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Changing Resilience of Oceans to Climate Change

January 18 - December 31

Oxygen levels in the ancient oceans were surprisingly resilient to climate change, new research suggests.

Scientists used geological samples to estimate ocean oxygen during a period of global warming 56 million years ago – and found “limited expansion” of seafloor anoxia (absence of oxygen).

Global warming – both past and present – depletes ocean oxygen, but the new study suggests warming of 5°C in the Paleocene Eocene Thermal Maximum (PETM) led to anoxia covering no more than 2% of the global seafloor.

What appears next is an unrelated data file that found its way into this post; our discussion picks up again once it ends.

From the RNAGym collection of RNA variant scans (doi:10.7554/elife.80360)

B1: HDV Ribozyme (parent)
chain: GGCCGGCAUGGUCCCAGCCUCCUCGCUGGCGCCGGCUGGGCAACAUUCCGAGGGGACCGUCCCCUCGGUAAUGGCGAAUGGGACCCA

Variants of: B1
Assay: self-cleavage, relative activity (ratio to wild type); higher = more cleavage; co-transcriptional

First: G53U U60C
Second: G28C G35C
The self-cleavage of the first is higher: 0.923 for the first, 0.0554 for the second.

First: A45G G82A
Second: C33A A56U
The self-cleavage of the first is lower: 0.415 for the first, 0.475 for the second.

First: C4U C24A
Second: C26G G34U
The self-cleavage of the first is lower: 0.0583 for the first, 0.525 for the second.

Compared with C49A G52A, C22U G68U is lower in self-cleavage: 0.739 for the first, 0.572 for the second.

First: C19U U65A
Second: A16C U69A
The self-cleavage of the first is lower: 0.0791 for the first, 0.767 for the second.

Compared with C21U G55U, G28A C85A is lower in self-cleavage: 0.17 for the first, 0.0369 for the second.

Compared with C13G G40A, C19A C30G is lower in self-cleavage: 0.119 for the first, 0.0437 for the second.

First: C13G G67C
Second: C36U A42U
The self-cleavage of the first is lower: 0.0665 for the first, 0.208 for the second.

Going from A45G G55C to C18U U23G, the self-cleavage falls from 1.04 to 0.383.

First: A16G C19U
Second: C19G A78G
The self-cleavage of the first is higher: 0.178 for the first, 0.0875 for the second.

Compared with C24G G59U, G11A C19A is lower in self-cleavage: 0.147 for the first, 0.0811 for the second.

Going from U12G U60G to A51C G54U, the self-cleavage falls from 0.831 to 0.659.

However, conditions are different today to the PETM – today’s rate of carbon emissions is much faster, and we are adding nutrient pollution to the oceans – both of which could drive more rapid and expansive oxygen loss.

Continue Reading: https://www.exeter.ac.uk/news/research/title_833767_en.html

Source: University of Exter | Image Credit:  CCTNE

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Start:
January 18
End:
December 31
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